Chapter 27: New Possibility in Canada

Holy Transfiguration Monastery - Mansonville, New
      York

Archbishop Vitaly of Montreal visited Jordanville and Fr. Vladimir remembered his skete of the Transfiguration in Mansonville, right on the United States border. He suggested that Fr. Gregory ask Archbishop Vitaly if he would like him to live there. Archbishop Vitaly was overjoyed; he even said, “I will give it to you.” Father Gregory was also overjoyed, and now that winter was coming, he made arrangements with his brother Richard to drive him to Mansonville, Canada, which was about two hours from Montreal.

When Fr. Gregory arrived in Mansonville, winter was approaching fast. There was one monk there, Fr. Seraphim, who lived there until deep winter, when he had to return to be with the archbishop in Montreal. The skete, it turned out, was uninhabitable because the water would freeze and there would be no running water until springtime. This was a minor detail of which Archbishop Vitaly neglected to inform Fr. Gregory. When Richard saw that there was no running water, no heat, except for what could be obtained by firewood, no place really to paint icons, no transportation, and no grocery store nearby, he determined that he was not going to leave his brother there, and continued to drive to the bishop‘s residence in Montreal.

Archbishop Vitaly had a small monastery at his residence dedicated to St. Seraphim, with three other monks, two priests and one rassophore monk. They lived in a three-storey house in one of the suburbs of the city. Father Gregory was welcomed and given a room, and was able to paint his icons to pay for his maintenance. He spent the whole winter in Montreal, observing all the routine of the monastery. The brotherhood was very happy at his joining them because they were of the same mind with regard to Ecumenism, in that they were bold enough to condemn it openly, without hesitation. The archbishop, in due time, had Fr. Gregory paint two fresco icons for his cathedral of St. Nicholas. He would accompany the archbishop on many of his trips when he was able to drive to his destination. He accompanied the archbishop to synodal meetings in New York, and around his diocese. During the winter, Fr. Gregory had an occasion to listen many times to the monks and the laypeople talking about the skete in Mansonville. They gave him the impression that the place is not really intended to be a monastery. When spring approached, Archbishop Vitaly took Fr. Gregory on a trip to Mansonville so that they could measure the dome area in order to paint a Pantocrator (the main icon of Christ in a dome). The archbishop wanted Fr. Gregory to paint it in the same Russian style as all the other icons that were painted by one of his parishioners called Shelikov.

During the winter months, Archbishop Vitaly had decided that he was going to ordain Fr. Gregory a deacon, and he proceeded to teach him the petitions in Slavonic. He taught him the alphabet, and appointed the mother of Archbishop Paul of Australia, who was living close to the monastery, as his teacher. These lessons continued throughout the winter of 1978, and Fr. Gregory had learned most of the Divine Liturgy.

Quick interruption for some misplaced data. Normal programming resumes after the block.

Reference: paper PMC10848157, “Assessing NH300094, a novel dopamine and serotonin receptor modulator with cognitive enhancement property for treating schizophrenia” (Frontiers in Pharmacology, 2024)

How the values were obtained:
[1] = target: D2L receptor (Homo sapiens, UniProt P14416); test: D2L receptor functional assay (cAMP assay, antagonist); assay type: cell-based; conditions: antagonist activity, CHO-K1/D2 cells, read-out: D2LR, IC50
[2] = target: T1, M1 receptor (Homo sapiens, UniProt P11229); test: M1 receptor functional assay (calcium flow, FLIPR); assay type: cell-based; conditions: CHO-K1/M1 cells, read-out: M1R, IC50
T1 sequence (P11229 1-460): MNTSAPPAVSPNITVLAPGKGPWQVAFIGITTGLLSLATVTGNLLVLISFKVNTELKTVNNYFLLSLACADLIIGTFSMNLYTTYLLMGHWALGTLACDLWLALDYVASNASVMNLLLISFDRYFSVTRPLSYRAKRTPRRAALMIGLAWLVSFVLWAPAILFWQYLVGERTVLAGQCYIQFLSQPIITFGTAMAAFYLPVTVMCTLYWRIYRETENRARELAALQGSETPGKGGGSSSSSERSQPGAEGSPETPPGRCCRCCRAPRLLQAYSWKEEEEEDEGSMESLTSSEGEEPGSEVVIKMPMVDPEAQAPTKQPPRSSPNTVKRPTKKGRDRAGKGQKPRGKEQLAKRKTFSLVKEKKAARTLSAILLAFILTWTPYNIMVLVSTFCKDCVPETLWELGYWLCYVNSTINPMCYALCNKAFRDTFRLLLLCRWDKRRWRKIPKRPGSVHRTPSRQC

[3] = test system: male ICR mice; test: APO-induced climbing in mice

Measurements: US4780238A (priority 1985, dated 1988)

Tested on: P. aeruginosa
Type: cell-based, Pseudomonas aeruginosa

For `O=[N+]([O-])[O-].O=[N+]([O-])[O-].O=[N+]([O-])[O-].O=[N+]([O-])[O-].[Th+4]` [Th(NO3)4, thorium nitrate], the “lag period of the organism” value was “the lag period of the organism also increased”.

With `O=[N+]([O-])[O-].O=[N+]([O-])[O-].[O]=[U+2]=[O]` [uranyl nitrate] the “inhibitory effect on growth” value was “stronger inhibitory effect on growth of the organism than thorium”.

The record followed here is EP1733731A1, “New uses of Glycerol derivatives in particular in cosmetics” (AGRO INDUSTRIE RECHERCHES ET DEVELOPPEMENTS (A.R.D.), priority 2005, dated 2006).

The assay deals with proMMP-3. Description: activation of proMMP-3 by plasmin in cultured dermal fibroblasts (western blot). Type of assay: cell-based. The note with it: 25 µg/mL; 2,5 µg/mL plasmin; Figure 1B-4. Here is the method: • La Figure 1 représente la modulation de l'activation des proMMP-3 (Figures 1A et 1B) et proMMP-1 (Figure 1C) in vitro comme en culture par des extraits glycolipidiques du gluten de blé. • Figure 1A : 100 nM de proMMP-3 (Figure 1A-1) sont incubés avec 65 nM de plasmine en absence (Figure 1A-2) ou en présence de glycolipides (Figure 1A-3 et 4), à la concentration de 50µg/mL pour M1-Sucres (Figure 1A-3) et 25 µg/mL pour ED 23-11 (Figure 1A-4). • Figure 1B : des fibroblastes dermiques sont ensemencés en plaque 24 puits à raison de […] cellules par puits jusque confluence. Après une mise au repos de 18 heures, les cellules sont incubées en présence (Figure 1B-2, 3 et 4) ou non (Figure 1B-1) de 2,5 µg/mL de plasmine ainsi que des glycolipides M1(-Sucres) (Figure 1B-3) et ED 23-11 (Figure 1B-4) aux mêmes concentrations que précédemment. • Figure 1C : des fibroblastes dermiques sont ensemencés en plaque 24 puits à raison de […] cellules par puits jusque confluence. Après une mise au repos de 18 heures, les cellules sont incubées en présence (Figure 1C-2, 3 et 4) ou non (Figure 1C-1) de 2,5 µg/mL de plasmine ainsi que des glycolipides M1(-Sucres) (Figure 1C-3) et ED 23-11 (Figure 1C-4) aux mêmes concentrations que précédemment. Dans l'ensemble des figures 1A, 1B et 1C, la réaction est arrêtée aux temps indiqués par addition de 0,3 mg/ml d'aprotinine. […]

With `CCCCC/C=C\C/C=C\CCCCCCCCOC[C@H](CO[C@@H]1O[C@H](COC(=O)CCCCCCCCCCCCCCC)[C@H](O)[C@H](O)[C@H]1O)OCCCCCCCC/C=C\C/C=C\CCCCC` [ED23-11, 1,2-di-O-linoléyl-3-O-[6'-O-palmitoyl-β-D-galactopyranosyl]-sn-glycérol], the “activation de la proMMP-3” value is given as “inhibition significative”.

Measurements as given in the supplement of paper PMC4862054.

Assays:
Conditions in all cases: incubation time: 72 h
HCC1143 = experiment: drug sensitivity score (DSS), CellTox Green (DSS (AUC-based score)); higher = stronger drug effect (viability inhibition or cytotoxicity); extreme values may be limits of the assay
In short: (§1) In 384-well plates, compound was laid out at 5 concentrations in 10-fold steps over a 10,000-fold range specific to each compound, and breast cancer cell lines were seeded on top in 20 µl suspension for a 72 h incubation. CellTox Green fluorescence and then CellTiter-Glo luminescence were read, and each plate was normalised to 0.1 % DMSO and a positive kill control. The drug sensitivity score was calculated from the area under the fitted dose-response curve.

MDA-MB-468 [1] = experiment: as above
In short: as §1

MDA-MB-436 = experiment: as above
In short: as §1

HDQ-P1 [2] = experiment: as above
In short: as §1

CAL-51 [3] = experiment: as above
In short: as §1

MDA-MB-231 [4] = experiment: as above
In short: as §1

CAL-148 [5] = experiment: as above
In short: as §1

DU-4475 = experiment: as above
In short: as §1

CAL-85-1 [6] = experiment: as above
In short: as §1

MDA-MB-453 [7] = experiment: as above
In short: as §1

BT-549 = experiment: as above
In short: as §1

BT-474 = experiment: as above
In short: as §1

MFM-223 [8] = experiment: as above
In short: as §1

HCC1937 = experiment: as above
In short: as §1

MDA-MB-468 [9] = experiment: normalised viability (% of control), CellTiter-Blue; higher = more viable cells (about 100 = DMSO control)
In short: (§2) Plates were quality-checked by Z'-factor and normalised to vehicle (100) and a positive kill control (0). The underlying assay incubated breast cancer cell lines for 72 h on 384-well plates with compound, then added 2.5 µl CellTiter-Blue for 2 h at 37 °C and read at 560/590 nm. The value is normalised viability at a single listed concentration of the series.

When the time came to install the Pantocrator, Fr. Gregory spent a week at the skete, and noticed that some of the rooms were locked. He was told that this room belonged to one family, and that room belonged to another family, and so forth, and that these rooms were rented by the archbishop as summer cottages where the families would come out and spend weekends at the monastery, go swimming in the river and engaging in other recreational activities. At this point, Fr. Gregory understood why Mansonville never really grew, even though it had a very beautiful church building and many other buildings around for work areas. It was hard to believe, but it was confirmed over and over by the parishioners.

Now Fr. Gregory was in a dilemma: he understood that the skete was not really conducive to monastic life or to what he was seeking, and he did not want to live there. However, on the other hand, if he permitted the archbishop to ordain him a deacon, he would be obligated to serve him. So he was praying that somehow God would reveal another path, either back to Jordanville or someplace else.

When Pascha was approaching, Fr. Gregory‘s prayers were answered. A former friend, Seraphim, who had visited him in Boston, heard that he was in Montreal. This man was living in Colorado, and after speaking with his priest, Fr. Peter Burlakov, decided to invite Fr. Gregory to Colorado to start a monastic skete in the mountains. Seraphim had also indicated that he wished to be his novice. Since no other opportunities seemed to present themselves, he thought that perhaps God was leading him on this path. He informed the archbishop that after Pascha he would be leaving for Colorado. To say the least, they were not happy. They had grown to love Fr. Gregory, and Fr. Gregory had grown to love them, but he was seeking the monastic life similar to what St. Nil of Sora established in Russia. This is why he left the monastery in Boston and the monastic communities in Jordanville, San Francisco and Montreal.

A few days into Bright Week, Seraphim drove from Colorado to Montreal to transport Fr. Gregory and his belongings to Colorado. Archbishop Vitaly then telephoned Archbishop Seraphim, the ruling bishop of Colorado, that Fr. Gregory was coming to his diocese.


Archbishop Gregory
Dormition Skete
P.O. Box 3177
Buena Vista, CO 81211-3177
USA
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Last Updated: July 12, 2011